gaming (20) RPG (18) gaming props (10) GM (9) game (5) music (5) Fallout: Nukeland (4) Curse of Strahd (3) D&D 5e (3) Fallout (3) Ravenloft (3) Retrocalypse (3) audio (3) Chess (1) criticism (1) fallout 4. mods (1) lit crit (1) modding (1) pc (1) puzzle (1) srd (1)

Monday, September 16, 2013

Syncretizing Gaming Best Practices

I am attempting to syncretize a collection of GM touchpoints from my collection of RPGs and gaming articles. There are so many good resources out there, and I feel I'm swimming in a sea filled with numerous currents, pulled in many directions. I'm hoping to compile a guidance document to bolster my gaming.

This is probably just a fraction of the potential best practices to be gleaned from these games or resources, and I certainly have more items that I could trawl for gems. Some of these do have some bearing on the rules or character creation, it is true, but my ideal is to have a system-neutral skeleton that works for me.




At any time, if any person involved in the game becomes uncomfortable, they can tap or pick up the X card and the thing in progress will stop – no questions asked, no explanations required.
The TowerProvide a player with a graceful way out of a game; provide a benefit to the players remaining
Apocalypse World (and other *World offerings)
Fronts, PC-NPC-PC Triangles; Countdown clock; streamlined character sheet
Generate conflict between PCs; get characters up and running quickly
Aspects, Compels
Punch the player in the Aspects
Lazy Dungeon Master
Numerous shortcuts

3-Line NPCs
  • Line 1: What the players can see: NPC appearance and what the NPC is doing at the moment they meet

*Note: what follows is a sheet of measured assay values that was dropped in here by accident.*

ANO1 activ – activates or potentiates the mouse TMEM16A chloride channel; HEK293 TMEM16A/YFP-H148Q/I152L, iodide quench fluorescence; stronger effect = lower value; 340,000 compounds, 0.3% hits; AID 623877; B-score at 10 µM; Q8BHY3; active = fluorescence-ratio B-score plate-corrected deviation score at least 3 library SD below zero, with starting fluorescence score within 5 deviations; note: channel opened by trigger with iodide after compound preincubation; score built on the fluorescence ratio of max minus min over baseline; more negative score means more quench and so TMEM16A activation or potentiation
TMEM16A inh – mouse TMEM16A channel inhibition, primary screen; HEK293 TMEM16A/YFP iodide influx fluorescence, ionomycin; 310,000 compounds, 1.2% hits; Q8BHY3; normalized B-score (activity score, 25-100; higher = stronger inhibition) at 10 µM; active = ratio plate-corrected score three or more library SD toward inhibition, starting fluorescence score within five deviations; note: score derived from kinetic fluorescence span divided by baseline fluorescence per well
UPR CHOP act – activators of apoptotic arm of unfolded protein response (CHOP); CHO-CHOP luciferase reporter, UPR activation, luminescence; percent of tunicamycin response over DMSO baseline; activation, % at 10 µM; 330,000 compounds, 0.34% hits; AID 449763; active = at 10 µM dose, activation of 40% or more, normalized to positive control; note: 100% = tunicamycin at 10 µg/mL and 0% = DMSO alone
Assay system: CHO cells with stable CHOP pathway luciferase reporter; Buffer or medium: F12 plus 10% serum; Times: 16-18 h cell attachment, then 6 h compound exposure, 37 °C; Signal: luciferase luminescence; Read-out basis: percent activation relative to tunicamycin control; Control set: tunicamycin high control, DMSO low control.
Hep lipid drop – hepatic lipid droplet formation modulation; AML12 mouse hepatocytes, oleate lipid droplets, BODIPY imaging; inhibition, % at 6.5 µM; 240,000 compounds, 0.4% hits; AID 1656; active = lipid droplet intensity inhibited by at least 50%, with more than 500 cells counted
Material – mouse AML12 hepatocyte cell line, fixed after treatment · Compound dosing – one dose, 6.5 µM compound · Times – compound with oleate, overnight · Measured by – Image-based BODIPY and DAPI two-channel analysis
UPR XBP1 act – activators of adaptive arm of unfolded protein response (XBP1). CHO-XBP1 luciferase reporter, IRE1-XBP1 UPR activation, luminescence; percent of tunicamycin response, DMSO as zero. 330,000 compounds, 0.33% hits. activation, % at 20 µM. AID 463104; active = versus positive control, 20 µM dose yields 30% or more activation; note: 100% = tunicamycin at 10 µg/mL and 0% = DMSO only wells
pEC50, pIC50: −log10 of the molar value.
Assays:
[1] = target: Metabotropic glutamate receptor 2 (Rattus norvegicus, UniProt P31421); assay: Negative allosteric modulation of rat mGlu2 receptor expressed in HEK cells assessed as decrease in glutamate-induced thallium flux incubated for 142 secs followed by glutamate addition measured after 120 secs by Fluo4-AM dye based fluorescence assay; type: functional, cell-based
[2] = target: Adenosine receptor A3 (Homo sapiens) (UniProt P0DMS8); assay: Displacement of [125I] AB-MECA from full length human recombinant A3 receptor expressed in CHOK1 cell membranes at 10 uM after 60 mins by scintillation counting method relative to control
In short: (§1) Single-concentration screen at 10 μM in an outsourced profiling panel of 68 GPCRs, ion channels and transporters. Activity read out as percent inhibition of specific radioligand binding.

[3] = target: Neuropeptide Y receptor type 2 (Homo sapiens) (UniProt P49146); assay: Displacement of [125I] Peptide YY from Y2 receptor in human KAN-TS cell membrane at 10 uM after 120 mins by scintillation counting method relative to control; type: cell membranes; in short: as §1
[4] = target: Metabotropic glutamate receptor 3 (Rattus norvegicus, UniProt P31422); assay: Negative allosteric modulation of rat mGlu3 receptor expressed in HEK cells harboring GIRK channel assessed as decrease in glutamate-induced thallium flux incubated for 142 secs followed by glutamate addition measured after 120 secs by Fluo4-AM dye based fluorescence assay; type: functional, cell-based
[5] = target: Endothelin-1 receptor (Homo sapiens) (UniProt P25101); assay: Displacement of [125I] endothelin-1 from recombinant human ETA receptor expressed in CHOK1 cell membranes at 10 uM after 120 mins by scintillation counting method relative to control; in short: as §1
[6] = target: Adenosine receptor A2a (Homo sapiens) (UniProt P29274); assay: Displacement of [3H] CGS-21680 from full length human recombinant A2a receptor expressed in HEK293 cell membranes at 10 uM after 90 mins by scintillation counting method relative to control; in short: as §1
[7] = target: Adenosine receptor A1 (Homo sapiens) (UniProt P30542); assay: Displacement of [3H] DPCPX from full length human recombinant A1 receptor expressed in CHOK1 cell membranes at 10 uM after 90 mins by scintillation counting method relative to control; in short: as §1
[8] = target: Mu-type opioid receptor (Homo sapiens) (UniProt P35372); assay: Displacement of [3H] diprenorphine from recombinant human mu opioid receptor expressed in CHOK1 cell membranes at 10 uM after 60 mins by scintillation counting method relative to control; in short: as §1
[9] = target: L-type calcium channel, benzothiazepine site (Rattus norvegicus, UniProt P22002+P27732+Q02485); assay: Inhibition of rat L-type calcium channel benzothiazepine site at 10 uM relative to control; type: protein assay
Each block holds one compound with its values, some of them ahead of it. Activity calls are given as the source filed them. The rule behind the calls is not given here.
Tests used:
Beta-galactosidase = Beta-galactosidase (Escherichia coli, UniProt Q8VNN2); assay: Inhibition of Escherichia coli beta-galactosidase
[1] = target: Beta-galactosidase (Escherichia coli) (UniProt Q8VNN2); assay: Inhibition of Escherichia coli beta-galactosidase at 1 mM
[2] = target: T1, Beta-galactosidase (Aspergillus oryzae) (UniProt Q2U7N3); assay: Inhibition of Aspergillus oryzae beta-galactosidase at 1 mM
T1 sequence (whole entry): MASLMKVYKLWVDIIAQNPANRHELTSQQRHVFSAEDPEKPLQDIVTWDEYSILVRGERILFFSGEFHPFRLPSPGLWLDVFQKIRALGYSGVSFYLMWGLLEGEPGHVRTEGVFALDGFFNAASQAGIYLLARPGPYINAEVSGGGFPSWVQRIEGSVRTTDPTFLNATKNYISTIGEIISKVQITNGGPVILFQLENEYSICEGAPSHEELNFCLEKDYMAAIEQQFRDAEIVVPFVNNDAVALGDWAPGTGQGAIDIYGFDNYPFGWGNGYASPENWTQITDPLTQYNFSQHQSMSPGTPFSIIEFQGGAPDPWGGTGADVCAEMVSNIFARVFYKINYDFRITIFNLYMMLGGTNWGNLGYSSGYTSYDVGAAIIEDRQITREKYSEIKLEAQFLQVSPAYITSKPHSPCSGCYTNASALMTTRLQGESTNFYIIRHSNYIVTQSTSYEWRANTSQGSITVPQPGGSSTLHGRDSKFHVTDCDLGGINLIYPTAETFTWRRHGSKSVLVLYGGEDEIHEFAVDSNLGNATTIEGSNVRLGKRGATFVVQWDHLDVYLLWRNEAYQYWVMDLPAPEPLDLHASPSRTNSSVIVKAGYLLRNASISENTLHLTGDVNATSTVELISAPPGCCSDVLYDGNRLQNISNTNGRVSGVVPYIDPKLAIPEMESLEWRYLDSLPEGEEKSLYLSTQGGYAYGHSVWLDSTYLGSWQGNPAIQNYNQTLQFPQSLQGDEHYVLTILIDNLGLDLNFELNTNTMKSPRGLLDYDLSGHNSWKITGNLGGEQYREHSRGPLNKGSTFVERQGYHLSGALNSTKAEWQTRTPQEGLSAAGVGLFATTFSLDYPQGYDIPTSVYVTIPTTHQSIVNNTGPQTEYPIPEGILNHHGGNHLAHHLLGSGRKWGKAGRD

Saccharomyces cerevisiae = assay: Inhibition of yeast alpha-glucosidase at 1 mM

• Line 2: What to portray: What the NPC does for a living and personality
  • Line 3: How to progress the story: Adventure or encounter hook

  • Introduce an NPC Every Session
  • Whack an NPC Every Session
  • Think Like/Portray/Impersonate the NPC
  • Crunch Out NPCs While You GM (using a standard array of stat bonuses)
  • 3x3 Method
    Relationship Mapping

    Location Description Template
    • Room Type/ Environment/ Status;
    • Obvious Elements/ Subtle Elements/ Hidden Elements/ Backstory Elements
    important "clue" elements in each list could be highlighted
    How to build a Villain, by Jim Butcher
    Villains need: a Motivation, some Power, some Admirable Qualities, and Individuality

    Jim Butcher’s Writing Advice

    1. Opening
    2. Big Middle
    3. End
    Character Development: Exaggeration, Exotic position, Introduction, CHARACTERISTIC ENTRY ACTION, Verisimilitude, Tags, Traits

    Three Clue Rule
    Permissive Clue Finding

    Automatic clues; spend for better clues; Drives

    Hamlet’s Hit Points
    Tracking story beats

    Stealing Cthulhu
    Switching up tropes, monsters, and motivations

    No comments: